Diabetes Risk Reduced With Onions
A new study has shown that onions hold a surprising benefit in working to treat type 2 diabetes. The research points to the possible health benefits as it relates to this disease, as well as others.
The study, which was conducted by the University of Madrid was a collaboration between scientists from that facility, as well as Cranfield University in the U.K. The researchers determined that fiber and flavonoids were found in both brown onion skins and the external layers. Even the bulbs, themselves, contained fructans and sulphurous compounds.
This is an important find since the brown skin could be utilized for it's fiber content and when combined with the flavonoids, the two possess a high concentration of antioxidants. The results were published in the journal Plant Foods for Human Nutrition.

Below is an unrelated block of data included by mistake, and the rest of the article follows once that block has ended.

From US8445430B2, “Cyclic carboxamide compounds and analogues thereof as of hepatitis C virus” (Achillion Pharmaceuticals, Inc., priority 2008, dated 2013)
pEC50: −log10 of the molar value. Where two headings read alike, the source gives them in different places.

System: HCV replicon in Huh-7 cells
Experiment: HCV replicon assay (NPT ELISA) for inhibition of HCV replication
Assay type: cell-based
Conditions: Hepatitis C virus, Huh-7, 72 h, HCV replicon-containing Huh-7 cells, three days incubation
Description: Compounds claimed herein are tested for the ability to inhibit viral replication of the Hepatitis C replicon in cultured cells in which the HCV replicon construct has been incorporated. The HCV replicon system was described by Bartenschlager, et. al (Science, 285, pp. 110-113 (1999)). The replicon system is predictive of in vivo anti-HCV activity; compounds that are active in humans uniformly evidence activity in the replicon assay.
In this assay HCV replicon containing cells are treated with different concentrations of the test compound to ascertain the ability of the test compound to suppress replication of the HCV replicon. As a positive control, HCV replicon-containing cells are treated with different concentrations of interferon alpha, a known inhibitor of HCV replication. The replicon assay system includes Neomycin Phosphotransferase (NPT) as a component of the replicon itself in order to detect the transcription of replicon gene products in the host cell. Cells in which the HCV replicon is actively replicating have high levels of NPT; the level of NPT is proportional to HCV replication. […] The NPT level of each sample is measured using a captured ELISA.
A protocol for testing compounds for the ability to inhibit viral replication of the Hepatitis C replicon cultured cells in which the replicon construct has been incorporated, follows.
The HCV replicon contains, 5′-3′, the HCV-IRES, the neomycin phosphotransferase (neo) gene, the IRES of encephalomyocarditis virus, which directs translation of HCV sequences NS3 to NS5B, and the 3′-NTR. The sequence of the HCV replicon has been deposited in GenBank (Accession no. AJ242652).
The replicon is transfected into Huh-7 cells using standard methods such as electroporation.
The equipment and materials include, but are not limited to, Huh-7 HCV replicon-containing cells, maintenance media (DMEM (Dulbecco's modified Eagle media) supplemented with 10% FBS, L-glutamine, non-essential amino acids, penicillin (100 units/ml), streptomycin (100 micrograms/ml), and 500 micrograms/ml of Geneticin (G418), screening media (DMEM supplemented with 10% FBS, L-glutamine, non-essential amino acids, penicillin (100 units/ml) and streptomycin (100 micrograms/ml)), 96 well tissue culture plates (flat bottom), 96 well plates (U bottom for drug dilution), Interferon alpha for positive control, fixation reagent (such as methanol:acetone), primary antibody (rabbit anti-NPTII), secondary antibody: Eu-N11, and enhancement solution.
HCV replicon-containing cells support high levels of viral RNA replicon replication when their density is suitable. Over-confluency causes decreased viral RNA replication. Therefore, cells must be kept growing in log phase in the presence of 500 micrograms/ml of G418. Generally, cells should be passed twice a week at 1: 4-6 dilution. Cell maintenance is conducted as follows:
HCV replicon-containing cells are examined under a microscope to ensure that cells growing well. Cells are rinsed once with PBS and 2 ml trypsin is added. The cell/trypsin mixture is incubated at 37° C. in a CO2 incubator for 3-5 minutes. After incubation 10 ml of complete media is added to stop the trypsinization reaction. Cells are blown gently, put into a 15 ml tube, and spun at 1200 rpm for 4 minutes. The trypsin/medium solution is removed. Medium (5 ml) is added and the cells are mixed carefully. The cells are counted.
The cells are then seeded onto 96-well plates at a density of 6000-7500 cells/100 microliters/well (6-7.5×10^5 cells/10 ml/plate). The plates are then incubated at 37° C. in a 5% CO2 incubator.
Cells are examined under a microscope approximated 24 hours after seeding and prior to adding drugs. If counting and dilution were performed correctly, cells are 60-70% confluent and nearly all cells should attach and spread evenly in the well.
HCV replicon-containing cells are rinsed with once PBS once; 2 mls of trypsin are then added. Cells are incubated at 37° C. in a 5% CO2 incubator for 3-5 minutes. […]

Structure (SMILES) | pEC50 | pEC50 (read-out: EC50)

One of the researchers on the project, Vanesa Benitez, amplified the importance of the find.
“One solution could be to use onion waste as a natural source of ingredients with high functional value,” said Benitez, “because this vegetable is rich in compounds that provide benefits for human health.”
But this new information is not just limited to diabetes. Besides fighting the effects of type 2 diabetes, onions could also be used in a number of other conditions where these key components are a part of treatment, management, or even prevention.
Added Benitez: “Eating fiber reduces the risk of suffering from cardiovascular disease, gastrointestinal complaints, colon cancer, type 2 diabetes and obesity.”